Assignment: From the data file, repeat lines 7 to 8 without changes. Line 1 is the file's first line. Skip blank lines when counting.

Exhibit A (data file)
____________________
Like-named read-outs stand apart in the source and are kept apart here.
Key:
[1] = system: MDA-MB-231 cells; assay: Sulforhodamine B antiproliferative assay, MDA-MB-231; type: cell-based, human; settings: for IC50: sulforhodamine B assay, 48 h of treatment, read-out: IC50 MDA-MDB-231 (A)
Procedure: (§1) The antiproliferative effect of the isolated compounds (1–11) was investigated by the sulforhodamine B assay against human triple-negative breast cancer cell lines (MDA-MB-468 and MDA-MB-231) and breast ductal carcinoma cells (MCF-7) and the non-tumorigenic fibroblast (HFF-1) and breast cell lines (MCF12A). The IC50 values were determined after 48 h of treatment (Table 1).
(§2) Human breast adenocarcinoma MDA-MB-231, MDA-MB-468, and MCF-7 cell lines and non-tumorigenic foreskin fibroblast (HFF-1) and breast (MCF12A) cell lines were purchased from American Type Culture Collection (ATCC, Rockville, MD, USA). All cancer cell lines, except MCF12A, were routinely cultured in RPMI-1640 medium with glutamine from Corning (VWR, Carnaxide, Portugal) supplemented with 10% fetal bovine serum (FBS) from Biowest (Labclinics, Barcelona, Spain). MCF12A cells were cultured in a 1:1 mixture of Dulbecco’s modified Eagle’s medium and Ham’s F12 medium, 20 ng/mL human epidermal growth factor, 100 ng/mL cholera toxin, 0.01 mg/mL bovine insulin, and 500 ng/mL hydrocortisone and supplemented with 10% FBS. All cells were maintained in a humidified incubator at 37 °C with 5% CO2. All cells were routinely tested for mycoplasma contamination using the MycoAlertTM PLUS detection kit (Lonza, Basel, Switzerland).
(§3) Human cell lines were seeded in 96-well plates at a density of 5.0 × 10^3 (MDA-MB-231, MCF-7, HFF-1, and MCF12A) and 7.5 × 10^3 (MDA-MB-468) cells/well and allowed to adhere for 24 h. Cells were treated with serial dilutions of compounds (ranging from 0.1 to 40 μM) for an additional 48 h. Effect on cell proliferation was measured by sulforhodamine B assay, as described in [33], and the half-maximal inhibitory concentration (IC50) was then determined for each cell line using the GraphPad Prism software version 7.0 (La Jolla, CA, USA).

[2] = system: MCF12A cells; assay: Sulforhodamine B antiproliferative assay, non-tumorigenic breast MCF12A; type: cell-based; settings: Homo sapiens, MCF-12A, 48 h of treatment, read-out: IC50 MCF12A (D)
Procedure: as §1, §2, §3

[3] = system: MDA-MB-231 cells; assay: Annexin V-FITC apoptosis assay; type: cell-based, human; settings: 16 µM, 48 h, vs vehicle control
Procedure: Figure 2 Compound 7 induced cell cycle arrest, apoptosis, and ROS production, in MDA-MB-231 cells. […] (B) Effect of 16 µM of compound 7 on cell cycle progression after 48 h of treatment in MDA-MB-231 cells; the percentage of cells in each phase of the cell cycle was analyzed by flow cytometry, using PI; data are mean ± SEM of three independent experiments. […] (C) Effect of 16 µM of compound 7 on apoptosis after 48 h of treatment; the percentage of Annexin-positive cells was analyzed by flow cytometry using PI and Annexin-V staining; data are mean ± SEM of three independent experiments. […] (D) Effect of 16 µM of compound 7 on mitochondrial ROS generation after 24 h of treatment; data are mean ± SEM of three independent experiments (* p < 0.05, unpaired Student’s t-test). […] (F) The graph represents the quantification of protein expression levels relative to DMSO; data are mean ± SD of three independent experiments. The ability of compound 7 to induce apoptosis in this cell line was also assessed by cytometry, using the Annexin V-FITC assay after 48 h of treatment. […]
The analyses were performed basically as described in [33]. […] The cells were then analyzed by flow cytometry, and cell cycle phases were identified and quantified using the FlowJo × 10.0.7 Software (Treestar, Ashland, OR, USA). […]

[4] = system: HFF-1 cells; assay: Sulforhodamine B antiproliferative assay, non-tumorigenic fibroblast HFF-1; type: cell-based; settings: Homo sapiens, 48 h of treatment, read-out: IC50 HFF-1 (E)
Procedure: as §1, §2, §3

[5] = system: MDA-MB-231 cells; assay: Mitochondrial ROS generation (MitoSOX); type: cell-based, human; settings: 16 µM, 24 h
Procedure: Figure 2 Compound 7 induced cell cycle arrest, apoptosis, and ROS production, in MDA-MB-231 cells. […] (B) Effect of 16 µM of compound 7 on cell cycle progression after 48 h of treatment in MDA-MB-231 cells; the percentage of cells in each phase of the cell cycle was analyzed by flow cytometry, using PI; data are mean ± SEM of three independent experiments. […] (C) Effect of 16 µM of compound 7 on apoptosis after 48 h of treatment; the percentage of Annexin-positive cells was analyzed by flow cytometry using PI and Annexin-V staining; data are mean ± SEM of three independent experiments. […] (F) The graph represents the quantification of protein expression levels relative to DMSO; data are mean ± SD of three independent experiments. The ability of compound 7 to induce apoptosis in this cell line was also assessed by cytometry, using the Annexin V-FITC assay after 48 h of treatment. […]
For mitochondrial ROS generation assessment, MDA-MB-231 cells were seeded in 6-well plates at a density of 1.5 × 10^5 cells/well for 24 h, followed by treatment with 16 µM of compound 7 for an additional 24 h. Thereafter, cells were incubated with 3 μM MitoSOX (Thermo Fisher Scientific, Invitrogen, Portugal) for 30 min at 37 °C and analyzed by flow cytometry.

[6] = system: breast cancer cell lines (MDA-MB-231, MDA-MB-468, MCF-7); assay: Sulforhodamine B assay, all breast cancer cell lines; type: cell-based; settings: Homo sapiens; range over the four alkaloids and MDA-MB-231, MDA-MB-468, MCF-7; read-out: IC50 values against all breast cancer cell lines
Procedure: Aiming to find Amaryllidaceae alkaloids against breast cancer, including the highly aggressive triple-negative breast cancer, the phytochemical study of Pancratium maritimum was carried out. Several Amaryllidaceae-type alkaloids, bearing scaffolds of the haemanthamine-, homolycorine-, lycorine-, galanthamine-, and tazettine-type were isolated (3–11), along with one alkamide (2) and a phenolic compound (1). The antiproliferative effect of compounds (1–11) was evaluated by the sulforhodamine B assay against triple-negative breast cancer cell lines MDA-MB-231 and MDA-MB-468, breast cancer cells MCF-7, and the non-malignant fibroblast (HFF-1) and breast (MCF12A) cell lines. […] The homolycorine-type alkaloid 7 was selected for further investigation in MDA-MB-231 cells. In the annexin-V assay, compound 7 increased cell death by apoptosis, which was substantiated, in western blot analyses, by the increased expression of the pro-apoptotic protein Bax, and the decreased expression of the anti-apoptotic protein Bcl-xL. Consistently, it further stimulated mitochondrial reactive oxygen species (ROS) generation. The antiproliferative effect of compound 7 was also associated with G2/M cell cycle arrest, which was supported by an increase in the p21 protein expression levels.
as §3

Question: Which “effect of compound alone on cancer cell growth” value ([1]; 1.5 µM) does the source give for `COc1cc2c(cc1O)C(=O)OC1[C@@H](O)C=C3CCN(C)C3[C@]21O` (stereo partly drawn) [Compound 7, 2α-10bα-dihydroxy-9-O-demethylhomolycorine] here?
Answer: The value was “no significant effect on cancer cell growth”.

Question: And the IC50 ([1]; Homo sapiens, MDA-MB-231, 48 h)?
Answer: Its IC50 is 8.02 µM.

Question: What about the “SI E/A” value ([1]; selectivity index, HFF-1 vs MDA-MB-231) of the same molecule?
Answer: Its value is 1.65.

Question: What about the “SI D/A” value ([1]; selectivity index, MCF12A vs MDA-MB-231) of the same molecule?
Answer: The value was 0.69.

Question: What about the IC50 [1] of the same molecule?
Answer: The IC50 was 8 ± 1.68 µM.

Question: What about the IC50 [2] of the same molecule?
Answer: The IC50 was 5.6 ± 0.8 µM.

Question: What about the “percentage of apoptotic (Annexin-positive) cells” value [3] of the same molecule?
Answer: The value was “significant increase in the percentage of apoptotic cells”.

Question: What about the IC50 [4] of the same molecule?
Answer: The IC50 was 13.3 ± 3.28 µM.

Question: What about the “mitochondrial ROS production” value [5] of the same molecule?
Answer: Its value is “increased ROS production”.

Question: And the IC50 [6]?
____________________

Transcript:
[2] = system: MCF12A cells; assay: Sulforhodamine B antiproliferative assay, non-tumorigenic breast MCF12A; type: cell-based; settings: Homo sapiens, MCF-12A, 48 h of treatment, read-out: IC50 MCF12A (D)
Procedure: as §1, §2, §3